The government denied the vast majority of these allegations, and eventually set up a process to investigate both the leaks and the allegations contained in the intelligence. One aspect of that response was appointing a special rapporteur, who could review all of the classified material and figure out where the truth lies. The person appointed to that job, former Governor General David Johnston, unveiled the first part of his report today. I went up to Ottawa to get the full rundown.
You can read the full report here:
The report is pretty clear about Beijing’s efforts and intentions. The Chinese government “has leveraged proxy agents and has tried to influence numerous Liberal and Conservative candidates in subtle ways,” the report concludes.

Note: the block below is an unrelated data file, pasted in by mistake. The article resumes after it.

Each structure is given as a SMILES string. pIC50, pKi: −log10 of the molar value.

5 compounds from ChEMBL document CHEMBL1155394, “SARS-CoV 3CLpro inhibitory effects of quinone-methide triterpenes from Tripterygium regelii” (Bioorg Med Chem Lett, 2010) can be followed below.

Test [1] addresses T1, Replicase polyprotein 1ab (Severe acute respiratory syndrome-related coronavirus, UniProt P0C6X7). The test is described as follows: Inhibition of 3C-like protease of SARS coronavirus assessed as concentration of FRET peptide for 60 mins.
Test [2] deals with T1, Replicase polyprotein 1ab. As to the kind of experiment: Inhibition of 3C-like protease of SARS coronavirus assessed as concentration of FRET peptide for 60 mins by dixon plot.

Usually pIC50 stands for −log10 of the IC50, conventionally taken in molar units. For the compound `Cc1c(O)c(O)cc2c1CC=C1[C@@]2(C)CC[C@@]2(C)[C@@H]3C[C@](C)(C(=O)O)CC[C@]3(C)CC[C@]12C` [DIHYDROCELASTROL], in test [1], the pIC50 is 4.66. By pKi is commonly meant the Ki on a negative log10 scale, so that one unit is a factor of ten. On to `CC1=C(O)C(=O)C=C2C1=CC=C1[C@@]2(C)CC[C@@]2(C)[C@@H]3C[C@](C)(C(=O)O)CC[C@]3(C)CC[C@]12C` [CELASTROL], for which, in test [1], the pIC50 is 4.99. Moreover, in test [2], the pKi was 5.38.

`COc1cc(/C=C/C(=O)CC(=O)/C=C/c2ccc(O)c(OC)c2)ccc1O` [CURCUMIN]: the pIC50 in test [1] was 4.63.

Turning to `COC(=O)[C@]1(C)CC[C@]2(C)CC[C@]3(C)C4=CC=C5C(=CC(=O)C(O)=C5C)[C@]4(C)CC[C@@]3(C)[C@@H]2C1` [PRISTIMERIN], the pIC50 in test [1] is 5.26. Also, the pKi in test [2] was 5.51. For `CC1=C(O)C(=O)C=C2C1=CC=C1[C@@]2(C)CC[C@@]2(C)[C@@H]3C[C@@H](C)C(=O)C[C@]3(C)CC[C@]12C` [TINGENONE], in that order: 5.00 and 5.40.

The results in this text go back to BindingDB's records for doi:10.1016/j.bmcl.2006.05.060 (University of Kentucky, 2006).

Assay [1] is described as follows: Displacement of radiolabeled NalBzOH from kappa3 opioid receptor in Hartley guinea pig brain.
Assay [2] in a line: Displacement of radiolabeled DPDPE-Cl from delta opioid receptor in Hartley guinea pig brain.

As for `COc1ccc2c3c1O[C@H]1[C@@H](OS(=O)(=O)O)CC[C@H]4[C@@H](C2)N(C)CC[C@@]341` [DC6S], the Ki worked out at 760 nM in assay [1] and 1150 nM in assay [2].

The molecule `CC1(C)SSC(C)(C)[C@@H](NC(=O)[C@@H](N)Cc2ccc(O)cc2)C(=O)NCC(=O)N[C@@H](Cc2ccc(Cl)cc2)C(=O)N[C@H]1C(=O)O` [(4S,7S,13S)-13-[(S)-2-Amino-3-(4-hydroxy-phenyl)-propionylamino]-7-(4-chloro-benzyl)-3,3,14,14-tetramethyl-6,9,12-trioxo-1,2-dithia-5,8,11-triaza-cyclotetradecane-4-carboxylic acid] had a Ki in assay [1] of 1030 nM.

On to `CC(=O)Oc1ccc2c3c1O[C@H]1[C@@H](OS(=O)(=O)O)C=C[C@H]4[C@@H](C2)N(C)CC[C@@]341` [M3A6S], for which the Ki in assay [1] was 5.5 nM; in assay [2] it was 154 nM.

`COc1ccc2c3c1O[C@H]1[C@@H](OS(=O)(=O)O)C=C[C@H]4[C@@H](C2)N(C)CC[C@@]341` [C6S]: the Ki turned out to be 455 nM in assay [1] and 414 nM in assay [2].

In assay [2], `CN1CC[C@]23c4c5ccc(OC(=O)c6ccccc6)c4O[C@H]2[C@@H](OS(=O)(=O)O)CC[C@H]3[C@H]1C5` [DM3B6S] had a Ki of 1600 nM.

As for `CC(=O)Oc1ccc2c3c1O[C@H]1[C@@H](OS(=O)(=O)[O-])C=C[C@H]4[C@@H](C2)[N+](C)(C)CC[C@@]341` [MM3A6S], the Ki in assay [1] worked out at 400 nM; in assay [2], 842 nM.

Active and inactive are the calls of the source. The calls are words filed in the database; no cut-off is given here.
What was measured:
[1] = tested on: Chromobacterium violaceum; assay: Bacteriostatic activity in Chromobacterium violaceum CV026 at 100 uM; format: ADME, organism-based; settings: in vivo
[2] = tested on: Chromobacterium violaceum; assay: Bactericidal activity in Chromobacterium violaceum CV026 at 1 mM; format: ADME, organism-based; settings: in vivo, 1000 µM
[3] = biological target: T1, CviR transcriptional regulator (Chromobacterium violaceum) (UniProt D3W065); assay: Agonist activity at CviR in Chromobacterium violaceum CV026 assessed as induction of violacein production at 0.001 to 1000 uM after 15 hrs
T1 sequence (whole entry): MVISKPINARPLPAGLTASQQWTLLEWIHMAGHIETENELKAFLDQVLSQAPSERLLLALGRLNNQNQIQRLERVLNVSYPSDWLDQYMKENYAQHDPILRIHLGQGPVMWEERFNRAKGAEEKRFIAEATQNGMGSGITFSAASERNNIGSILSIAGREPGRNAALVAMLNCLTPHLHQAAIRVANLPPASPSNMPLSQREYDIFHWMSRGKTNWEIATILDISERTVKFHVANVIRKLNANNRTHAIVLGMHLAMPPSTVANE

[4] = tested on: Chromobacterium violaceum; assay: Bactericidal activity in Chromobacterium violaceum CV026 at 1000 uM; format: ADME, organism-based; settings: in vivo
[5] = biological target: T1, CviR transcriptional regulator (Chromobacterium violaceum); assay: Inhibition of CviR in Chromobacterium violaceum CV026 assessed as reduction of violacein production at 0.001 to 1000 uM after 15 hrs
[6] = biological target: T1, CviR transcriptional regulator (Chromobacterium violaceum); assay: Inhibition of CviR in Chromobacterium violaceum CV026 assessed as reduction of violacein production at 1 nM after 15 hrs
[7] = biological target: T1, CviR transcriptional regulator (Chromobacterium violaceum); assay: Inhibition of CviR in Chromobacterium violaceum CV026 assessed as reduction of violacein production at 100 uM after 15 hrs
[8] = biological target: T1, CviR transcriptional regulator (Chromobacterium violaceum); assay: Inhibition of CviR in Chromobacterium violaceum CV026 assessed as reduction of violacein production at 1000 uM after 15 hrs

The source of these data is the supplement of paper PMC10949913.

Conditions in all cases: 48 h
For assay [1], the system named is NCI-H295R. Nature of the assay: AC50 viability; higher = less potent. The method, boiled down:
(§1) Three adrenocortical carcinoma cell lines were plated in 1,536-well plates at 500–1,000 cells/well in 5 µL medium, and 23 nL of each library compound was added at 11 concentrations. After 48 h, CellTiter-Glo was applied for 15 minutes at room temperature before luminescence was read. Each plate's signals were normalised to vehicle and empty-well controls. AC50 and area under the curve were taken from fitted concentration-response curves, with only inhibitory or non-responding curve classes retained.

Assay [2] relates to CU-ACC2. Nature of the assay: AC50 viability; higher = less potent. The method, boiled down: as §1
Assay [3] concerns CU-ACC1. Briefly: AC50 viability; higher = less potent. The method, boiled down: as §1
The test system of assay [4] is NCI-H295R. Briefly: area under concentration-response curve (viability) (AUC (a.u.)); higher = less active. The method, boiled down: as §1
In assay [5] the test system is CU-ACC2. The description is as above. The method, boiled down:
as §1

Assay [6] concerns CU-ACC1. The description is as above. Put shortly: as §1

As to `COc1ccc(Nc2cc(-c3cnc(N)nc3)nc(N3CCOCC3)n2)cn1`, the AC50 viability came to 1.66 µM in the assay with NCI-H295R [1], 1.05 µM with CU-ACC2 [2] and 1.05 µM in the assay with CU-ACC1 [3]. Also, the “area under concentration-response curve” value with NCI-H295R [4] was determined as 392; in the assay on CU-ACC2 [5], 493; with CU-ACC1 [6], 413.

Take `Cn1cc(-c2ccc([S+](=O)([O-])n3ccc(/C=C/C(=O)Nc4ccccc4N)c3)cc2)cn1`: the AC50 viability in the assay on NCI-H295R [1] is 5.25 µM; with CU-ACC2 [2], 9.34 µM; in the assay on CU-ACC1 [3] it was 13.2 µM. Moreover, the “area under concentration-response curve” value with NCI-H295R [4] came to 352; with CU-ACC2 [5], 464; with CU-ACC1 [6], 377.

But the report is clear that the vast majority of the reporting on this story is without solid evidence. In some cases, it was a specific shred of intelligence that needed more context, or a draft assessment that was later revised. (There is a whole other question about who in the government was briefed on this intelligence, and when. I won’t touch on that here, because the report basically concludes: It’s a mess.)
There’s an irony here, though. The reporting was, apparently, mostly wrong: But we only got the full story of this influence operation because of those reports.
The two outlets driving this story were The Globe & Mail (full disclosure: An outlet I contribute to regularly) and Global News. Johnston confirms aspects of The Globe’s reporting and contradicts others, but he aggressively undercuts all but a few elements of Global’s stories on the matter.